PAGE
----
Developing a Reconciliation Action Plan is a journey and a collaborative partnership with Reconciliation Australia. Understand what you can expect at each step of the process.
First step: Are you eligible?
Interested in starting a Reconciliation Action Plan (RAP)? The first step is to understand if a RAP is right for your organisation.
While everyone can take substantial action for reconciliation, RAPs are specifically designed for workplaces.
To develop a RAP your organisation must be a workplace, have employees, and have operations in Australia, among other prerequisites.
If you want to start a RAP at your school or early learning service, please visit our Narragunnawali: Reconciliation in Education platform, to start a RAP for these education settings.
For more information on eligibility to start a RAP, please read this factsheet: Can you start a RAP?
Expression of interest and registration
Once you have established a RAP is a good fit for your organisation, the next step is to complete an expression of interest.
This will give you access to more information and is a good time to find out more about the different RAP types.
If you are ready to begin the RAP development process, you will then complete registration.
You will be asked to provide detailed information about your organisation, as well as pay the RAP development fee.
This fee covers your organisation’s RAP development process for up to 12 months and is scaled according to organisation size.
Aboriginal and/or Torres Strait Islander organisations who wish to develop a RAP are not charged a fee.
Drafting and submitting
You will then draft your RAP using the templates and resources provided on registration, and in consultation with your stakeholders.
The RAP templates contain minimum required actions and deliverables. The resources provided ensure that your draft RAP meets Reconciliation Australia’s standards for accreditation.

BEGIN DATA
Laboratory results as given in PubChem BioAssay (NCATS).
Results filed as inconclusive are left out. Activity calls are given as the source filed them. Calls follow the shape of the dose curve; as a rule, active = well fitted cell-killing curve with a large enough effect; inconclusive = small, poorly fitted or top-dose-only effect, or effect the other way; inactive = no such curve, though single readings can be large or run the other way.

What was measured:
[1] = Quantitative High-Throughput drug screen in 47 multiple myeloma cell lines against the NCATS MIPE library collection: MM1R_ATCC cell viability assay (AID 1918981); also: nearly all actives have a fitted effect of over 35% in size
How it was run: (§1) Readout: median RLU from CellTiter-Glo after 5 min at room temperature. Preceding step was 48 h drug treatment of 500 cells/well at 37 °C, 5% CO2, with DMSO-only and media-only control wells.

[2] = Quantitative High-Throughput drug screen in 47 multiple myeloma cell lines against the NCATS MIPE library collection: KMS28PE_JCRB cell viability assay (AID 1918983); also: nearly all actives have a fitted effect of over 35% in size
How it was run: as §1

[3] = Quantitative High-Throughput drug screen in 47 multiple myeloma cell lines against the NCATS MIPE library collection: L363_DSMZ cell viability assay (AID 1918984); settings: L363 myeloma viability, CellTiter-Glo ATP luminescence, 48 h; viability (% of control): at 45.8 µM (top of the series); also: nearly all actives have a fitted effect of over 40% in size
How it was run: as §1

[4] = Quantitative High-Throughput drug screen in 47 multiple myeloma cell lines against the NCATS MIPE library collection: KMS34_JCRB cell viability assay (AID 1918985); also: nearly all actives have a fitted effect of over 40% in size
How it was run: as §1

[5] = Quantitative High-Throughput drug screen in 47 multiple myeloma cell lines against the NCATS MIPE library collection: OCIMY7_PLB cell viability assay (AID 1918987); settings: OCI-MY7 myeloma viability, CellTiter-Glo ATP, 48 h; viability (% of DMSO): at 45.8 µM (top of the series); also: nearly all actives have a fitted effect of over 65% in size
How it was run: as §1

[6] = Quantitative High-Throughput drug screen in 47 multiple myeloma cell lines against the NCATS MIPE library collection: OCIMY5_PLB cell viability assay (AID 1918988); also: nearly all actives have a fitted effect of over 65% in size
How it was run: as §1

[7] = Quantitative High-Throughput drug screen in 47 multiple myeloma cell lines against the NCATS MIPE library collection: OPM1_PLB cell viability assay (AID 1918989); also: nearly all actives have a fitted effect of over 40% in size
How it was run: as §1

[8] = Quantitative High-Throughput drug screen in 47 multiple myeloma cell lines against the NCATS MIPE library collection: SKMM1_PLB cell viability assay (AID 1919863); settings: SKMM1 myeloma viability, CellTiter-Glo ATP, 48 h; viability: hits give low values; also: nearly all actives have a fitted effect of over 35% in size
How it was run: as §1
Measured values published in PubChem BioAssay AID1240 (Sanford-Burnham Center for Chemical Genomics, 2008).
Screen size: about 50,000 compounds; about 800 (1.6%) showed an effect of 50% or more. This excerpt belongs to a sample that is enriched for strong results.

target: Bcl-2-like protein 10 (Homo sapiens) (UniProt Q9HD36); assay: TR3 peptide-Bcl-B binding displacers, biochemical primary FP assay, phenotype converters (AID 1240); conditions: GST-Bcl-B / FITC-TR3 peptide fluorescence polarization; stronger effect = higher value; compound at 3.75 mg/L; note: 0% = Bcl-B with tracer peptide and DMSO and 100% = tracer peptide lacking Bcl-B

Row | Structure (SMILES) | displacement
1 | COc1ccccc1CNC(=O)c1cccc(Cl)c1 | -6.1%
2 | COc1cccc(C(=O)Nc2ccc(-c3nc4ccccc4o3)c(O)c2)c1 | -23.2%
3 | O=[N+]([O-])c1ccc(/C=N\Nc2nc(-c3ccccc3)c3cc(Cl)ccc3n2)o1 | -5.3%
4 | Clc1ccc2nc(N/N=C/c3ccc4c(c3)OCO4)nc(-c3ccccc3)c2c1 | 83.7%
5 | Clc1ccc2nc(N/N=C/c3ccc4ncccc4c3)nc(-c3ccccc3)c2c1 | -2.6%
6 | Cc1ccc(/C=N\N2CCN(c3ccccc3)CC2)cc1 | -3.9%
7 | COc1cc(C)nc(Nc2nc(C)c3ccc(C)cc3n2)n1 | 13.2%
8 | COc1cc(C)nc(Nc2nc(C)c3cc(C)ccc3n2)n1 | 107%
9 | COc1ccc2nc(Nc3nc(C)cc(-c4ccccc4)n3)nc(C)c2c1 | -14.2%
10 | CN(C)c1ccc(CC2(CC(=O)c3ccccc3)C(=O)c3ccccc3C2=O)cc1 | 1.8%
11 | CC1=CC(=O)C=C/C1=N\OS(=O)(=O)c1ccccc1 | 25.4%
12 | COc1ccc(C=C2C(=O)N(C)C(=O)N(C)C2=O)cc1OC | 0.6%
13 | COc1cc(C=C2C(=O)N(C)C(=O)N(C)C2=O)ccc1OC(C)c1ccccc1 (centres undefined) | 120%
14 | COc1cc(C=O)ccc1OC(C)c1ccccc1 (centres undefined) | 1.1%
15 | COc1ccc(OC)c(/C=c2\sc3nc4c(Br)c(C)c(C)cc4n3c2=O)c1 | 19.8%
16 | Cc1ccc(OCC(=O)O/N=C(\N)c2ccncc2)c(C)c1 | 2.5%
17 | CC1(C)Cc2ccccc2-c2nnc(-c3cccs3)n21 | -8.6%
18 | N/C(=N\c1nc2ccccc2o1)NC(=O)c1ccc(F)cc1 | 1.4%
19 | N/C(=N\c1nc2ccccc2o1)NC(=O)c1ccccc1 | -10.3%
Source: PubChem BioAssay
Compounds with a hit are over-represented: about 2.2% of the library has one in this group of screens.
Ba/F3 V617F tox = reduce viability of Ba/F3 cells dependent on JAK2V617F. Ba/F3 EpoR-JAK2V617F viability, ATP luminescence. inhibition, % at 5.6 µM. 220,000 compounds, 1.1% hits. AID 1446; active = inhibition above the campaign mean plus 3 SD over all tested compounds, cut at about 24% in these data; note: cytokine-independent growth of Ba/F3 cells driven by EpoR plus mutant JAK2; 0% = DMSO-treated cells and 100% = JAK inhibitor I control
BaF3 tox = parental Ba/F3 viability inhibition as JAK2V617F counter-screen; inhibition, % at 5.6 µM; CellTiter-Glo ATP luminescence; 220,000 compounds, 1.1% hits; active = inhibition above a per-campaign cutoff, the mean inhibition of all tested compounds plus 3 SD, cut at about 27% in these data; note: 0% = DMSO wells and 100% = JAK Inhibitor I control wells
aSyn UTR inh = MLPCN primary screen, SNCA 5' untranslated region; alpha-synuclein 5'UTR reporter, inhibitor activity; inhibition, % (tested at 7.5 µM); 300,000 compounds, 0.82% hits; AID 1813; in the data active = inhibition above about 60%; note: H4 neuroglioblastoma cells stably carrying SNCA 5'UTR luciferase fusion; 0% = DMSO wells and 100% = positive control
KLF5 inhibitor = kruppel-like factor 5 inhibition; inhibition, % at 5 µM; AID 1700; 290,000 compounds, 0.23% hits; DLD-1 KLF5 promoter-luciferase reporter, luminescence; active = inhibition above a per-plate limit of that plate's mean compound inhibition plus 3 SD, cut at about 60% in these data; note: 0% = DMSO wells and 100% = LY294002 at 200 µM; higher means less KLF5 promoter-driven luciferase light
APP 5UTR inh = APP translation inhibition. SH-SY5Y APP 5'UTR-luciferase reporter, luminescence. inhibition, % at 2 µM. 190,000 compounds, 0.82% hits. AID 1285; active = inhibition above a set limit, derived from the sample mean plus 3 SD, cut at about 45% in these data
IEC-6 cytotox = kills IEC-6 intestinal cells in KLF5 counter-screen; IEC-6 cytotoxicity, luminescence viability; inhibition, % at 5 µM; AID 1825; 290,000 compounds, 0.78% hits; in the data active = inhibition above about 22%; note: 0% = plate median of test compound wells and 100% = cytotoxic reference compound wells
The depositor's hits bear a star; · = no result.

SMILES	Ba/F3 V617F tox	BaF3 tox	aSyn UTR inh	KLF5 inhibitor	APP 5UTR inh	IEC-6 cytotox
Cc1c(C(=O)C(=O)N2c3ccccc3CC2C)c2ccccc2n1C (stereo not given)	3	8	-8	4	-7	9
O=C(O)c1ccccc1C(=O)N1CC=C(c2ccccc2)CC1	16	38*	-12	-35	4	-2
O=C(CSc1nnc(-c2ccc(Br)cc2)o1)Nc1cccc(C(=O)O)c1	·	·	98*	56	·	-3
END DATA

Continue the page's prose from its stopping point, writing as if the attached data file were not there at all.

After completing your first draft RAP, you will submit it via the RAP portal for review.
Your draft is now with our team awaiting review and feedback.
Time frames and feedback
Once you have submitted a RAP, a RAP Officer at Reconciliation Australia will then review your document in line with the RAP requirements. They will then provide you with strategic feedback.
You should expect a minimum of 2 to 3 rounds of feedback.
Reconciliation Australia reviews RAPs on a standard time frame of 3 to 4 weeks.
You have the option of arranging a time to meet with your RAP Officer to clarify the feedback.
After the review process Reconciliation Australia will conditionally endorse your RAP.
This is when the content of your RAP is approved, and you are provided with the RAP logo to include in the final plan.
When your designed RAP is finished, upload the final PDF via the RAP portal.
Reconciliation Australia will then formally endorse your RAP, approving the final designed document and publishing your plan on the Reconciliation Australia website.
Once you have received formal endorsement, your RAP is officially accredited by Reconciliation Australia and your organisation is recognised as a member of the RAP network.
You can then share and promote your RAP externally.
What next? Implementation
It is important to remember that while developing a RAP is key to formalising your organisation’s commitment to reconciliation, implementation and continuous improvement are essential to turn your good intentions into action.